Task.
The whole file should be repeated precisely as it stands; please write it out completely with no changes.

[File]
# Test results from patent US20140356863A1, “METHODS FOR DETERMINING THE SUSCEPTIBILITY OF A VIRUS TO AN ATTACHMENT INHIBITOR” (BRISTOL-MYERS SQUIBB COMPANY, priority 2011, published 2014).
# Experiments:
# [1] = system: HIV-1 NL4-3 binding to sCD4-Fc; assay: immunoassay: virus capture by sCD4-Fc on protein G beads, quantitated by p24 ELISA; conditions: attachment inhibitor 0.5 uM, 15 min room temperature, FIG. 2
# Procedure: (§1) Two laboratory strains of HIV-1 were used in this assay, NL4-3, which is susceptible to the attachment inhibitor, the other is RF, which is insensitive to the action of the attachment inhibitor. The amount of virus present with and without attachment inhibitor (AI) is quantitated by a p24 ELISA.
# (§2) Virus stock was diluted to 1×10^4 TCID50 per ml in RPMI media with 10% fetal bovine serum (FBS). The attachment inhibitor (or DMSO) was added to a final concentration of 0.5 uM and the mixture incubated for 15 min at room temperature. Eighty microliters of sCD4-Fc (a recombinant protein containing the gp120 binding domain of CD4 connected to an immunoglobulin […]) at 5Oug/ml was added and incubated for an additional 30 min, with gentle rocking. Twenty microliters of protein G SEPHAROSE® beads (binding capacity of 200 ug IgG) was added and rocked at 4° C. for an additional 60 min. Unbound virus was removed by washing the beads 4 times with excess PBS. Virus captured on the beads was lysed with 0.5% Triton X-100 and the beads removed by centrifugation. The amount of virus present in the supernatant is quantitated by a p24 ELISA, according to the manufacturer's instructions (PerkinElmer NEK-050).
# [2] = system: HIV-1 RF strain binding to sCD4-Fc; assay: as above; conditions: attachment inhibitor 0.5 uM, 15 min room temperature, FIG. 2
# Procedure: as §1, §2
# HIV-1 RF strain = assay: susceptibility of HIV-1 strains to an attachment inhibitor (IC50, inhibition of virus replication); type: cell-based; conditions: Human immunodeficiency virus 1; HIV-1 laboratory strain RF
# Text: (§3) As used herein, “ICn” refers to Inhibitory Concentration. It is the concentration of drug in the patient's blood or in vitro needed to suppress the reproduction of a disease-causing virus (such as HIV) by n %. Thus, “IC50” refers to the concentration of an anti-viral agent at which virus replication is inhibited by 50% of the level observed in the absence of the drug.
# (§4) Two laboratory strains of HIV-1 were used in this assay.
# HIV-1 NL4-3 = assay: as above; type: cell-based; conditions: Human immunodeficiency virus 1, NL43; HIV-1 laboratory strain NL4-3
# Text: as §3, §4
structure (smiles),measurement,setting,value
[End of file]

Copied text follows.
# Test results from patent US20140356863A1, “METHODS FOR DETERMINING THE SUSCEPTIBILITY OF A VIRUS TO AN ATTACHMENT INHIBITOR” (BRISTOL-MYERS SQUIBB COMPANY, priority 2011, published 2014).
# Experiments:
# [1] = system: HIV-1 NL4-3 binding to sCD4-Fc; assay: immunoassay: virus capture by sCD4-Fc on protein G beads, quantitated by p24 ELISA; conditions: attachment inhibitor 0.5 uM, 15 min room temperature, FIG. 2
# Procedure: (§1) Two laboratory strains of HIV-1 were used in this assay, NL4-3, which is susceptible to the attachment inhibitor, the other is RF, which is insensitive to the action of the attachment inhibitor. The amount of virus present with and without attachment inhibitor (AI) is quantitated by a p24 ELISA.
# (§2) Virus stock was diluted to 1×10^4 TCID50 per ml in RPMI media with 10% fetal bovine serum (FBS). The attachment inhibitor (or DMSO) was added to a final concentration of 0.5 uM and the mixture incubated for 15 min at room temperature. Eighty microliters of sCD4-Fc (a recombinant protein containing the gp120 binding domain of CD4 connected to an immunoglobulin […]) at 5Oug/ml was added and incubated for an additional 30 min, with gentle rocking. Twenty microliters of protein G SEPHAROSE® beads (binding capacity of 200 ug IgG) was added and rocked at 4° C. for an additional 60 min. Unbound virus was removed by washing the beads 4 times with excess PBS. Virus captured on the beads was lysed with 0.5% Triton X-100 and the beads removed by centrifugation. The amount of virus present in the supernatant is quantitated by a p24 ELISA, according to the manufacturer's instructions (PerkinElmer NEK-050).
# [2] = system: HIV-1 RF strain binding to sCD4-Fc; assay: as above; conditions: attachment inhibitor 0.5 uM, 15 min room temperature, FIG. 2
# Procedure: as §1, §2
# HIV-1 RF strain = assay: susceptibility of HIV-1 strains to an attachment inhibitor (IC50, inhibition of virus replication); type: cell-based; conditions: Human immunodeficiency virus 1; HIV-1 laboratory strain RF
# Text: (§3) As used herein, “ICn” refers to Inhibitory Concentration. It is the concentration of drug in the patient's blood or in vitro needed to suppress the reproduction of a disease-causing virus (such as HIV) by n %. Thus, “IC50” refers to the concentration of an anti-viral agent at which virus replication is inhibited by 50% of the level observed in the absence of the drug.
# (§4) Two laboratory strains of HIV-1 were used in this assay.
# HIV-1 NL4-3 = assay: as above; type: cell-based; conditions: Human immunodeficiency virus 1, NL43; HIV-1 laboratory strain NL4-3
# Text: as §3, §4
structure (smiles),measurement,setting,value